Spokesman for the UN Verification<br />

Mission and UN Observer Mission in<br />

1967 Rutherford alumni<br />

from 67-70 celebrating<br />

‘30 years out’ last<br />

summer included Pam<br />

(Llewellyn) and Tony<br />

Martin, Ros (Arlow)<br />

Downing, Rosemary<br />

(Morris) Abernethy,<br />

Terry Phillips, Carol<br />

(Williams) Ramsumair,<br />

Tam (Prentice) and Steve<br />

Hearnden, Derek<br />

Lazenby, Maggie<br />

(Thomson) and Serge<br />

Dalmazzo-Auckland, Paul<br />

Taylor, Hazel (Thompson)<br />

Humphreys,<br />

Margaret (Eke) and John<br />

Carrick-Smith and Jenny<br />

(Cooke) Mitton.<br />

Angola (96-97), Associate Spokesman for<br />

the Secretary General (98), Spokesman<br />

and Chief <strong>of</strong> Public Information, UN<br />

Mission in East Timor (99), Acting<br />

Deputy Spokesman for the Secretary<br />

General (2000), Spokesman for the UN<br />

Mission in Sierra Leone (2000) and<br />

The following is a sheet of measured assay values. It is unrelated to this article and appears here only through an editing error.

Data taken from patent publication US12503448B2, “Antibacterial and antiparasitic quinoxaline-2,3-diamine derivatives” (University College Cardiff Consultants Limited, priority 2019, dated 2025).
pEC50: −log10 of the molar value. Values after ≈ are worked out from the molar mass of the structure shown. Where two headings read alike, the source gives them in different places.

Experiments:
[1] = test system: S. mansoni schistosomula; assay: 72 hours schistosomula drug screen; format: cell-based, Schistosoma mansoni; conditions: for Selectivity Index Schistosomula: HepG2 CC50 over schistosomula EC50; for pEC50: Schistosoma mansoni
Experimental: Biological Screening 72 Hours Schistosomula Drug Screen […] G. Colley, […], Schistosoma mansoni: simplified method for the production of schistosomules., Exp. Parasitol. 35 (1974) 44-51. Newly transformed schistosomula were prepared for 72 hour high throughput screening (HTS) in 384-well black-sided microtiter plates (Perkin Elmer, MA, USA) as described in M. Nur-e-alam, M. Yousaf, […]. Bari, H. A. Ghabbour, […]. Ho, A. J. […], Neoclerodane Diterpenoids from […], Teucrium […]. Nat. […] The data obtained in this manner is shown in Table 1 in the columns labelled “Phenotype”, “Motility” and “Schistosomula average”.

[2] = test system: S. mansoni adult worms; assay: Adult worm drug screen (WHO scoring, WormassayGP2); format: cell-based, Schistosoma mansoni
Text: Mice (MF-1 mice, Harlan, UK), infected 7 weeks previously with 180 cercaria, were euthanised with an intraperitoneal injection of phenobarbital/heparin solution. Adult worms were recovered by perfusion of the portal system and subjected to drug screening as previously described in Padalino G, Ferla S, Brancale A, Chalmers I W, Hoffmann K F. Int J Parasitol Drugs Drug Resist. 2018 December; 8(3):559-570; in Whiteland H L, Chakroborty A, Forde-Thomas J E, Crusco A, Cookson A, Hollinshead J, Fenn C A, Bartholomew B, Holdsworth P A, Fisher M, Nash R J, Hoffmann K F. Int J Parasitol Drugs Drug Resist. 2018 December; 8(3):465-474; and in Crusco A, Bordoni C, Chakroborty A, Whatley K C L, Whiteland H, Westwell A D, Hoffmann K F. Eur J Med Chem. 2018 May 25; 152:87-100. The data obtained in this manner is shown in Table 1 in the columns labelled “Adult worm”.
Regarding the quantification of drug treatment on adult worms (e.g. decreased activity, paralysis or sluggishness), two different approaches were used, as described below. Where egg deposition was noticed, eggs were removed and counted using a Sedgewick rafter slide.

Political Affairs Officer in the Office <strong>of</strong> the<br />

Under Secretary General for Peacekeeping<br />

Operations (2000 until present). USA.<br />

1972<br />

Chatterjee, Debjani (KH) I visited <strong>Kent</strong><br />

in Dec 2000 for the first time in years -<br />

doing a poetry reading - but didn’t make it<br />

to Canterbury or UKC. I hope the<br />

opportunity comes again. Two books<br />

published last year, The Redbeck Anthology<br />

<strong>of</strong> British South Asian Poetry and a<br />

collection for children, Animal Antics My<br />

most recent is a bilingual oral history<br />

book, Who Cares? Reminiscences <strong>of</strong> Yemeni<br />

Carers in Sheffield. Completed a<br />

writing/storytelling residency at Sheffield’s<br />

Millennium Gallery this spring. Sheffield.<br />

Harper, Gavin (RS) Enjoying living in<br />

Western Australia. My time is divided<br />

between rushing around Asia for my oil<br />

company employer and rushing around<br />

Perth for my family.<br />

Lambert, Gill (RH) Still doing occasional<br />

tv and radio work. Teaching children<br />

with pr<strong>of</strong>ound and multiple difficulties.<br />

This year I will celebrate both becoming<br />

50 and my silver wedding anniversary.<br />

Manchester.<br />

Schuck, Thomas (KH) Raising horses<br />